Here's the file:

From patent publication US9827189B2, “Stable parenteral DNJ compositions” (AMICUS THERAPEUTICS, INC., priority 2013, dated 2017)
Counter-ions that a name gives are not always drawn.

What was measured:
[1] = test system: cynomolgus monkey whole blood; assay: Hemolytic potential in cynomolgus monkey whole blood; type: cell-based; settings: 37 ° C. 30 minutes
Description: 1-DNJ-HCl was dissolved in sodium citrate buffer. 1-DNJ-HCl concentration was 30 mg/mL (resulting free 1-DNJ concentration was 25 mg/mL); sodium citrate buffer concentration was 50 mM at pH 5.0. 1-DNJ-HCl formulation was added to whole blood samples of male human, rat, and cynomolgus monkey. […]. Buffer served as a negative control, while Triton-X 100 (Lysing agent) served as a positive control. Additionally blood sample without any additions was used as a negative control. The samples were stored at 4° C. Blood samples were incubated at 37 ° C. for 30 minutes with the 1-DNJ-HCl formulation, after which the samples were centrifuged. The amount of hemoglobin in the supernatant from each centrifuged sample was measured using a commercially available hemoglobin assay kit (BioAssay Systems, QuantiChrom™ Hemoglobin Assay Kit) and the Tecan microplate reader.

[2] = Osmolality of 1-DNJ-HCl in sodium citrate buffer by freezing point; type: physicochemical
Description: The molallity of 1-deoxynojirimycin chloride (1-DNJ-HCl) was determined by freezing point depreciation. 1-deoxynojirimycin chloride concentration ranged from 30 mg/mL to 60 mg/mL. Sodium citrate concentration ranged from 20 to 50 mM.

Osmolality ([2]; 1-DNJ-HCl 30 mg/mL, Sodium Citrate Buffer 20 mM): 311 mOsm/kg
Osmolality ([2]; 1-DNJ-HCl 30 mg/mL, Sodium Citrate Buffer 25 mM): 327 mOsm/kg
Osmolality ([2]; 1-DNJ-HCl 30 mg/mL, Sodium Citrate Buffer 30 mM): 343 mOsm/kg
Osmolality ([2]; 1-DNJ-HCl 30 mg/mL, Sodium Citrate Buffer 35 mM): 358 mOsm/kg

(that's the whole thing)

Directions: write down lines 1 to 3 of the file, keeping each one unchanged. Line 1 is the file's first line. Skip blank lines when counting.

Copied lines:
From patent publication US9827189B2, “Stable parenteral DNJ compositions” (AMICUS THERAPEUTICS, INC., priority 2013, dated 2017)
Counter-ions that a name gives are not always drawn.

What was measured: